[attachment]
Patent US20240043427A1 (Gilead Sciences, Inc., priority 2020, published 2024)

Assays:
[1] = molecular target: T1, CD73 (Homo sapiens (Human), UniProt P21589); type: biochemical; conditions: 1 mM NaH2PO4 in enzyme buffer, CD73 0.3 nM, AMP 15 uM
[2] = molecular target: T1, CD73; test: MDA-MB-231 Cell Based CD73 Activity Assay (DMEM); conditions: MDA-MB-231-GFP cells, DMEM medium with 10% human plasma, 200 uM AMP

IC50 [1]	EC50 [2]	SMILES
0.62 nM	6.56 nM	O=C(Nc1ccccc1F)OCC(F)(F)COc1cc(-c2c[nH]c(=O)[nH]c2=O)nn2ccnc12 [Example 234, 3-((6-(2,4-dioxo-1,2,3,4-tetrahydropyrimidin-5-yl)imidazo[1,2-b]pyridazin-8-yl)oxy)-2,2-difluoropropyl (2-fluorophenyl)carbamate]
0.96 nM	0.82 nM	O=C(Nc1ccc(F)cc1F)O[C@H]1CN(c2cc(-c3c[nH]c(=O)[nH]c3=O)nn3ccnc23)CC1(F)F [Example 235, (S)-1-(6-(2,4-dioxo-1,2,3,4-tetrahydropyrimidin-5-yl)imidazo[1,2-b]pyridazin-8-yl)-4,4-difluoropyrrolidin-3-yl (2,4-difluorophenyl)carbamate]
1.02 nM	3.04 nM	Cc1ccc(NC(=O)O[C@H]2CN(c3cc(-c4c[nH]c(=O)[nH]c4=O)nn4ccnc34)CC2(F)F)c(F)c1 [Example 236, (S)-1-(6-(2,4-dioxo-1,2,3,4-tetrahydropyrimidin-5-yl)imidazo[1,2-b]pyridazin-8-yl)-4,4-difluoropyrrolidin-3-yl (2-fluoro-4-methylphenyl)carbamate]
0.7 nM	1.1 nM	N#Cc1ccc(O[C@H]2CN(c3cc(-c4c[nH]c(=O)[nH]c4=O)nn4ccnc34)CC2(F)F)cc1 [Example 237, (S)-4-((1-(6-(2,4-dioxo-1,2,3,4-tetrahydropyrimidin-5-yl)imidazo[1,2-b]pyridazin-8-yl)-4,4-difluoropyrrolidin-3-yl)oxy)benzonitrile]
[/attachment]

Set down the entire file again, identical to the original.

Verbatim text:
Patent US20240043427A1 (Gilead Sciences, Inc., priority 2020, published 2024)

Assays:
[1] = molecular target: T1, CD73 (Homo sapiens (Human), UniProt P21589); type: biochemical; conditions: 1 mM NaH2PO4 in enzyme buffer, CD73 0.3 nM, AMP 15 uM
[2] = molecular target: T1, CD73; test: MDA-MB-231 Cell Based CD73 Activity Assay (DMEM); conditions: MDA-MB-231-GFP cells, DMEM medium with 10% human plasma, 200 uM AMP

IC50 [1]	EC50 [2]	SMILES
0.62 nM	6.56 nM	O=C(Nc1ccccc1F)OCC(F)(F)COc1cc(-c2c[nH]c(=O)[nH]c2=O)nn2ccnc12 [Example 234, 3-((6-(2,4-dioxo-1,2,3,4-tetrahydropyrimidin-5-yl)imidazo[1,2-b]pyridazin-8-yl)oxy)-2,2-difluoropropyl (2-fluorophenyl)carbamate]
0.96 nM	0.82 nM	O=C(Nc1ccc(F)cc1F)O[C@H]1CN(c2cc(-c3c[nH]c(=O)[nH]c3=O)nn3ccnc23)CC1(F)F [Example 235, (S)-1-(6-(2,4-dioxo-1,2,3,4-tetrahydropyrimidin-5-yl)imidazo[1,2-b]pyridazin-8-yl)-4,4-difluoropyrrolidin-3-yl (2,4-difluorophenyl)carbamate]
1.02 nM	3.04 nM	Cc1ccc(NC(=O)O[C@H]2CN(c3cc(-c4c[nH]c(=O)[nH]c4=O)nn4ccnc34)CC2(F)F)c(F)c1 [Example 236, (S)-1-(6-(2,4-dioxo-1,2,3,4-tetrahydropyrimidin-5-yl)imidazo[1,2-b]pyridazin-8-yl)-4,4-difluoropyrrolidin-3-yl (2-fluoro-4-methylphenyl)carbamate]
0.7 nM	1.1 nM	N#Cc1ccc(O[C@H]2CN(c3cc(-c4c[nH]c(=O)[nH]c4=O)nn4ccnc34)CC2(F)F)cc1 [Example 237, (S)-4-((1-(6-(2,4-dioxo-1,2,3,4-tetrahydropyrimidin-5-yl)imidazo[1,2-b]pyridazin-8-yl)-4,4-difluoropyrrolidin-3-yl)oxy)benzonitrile]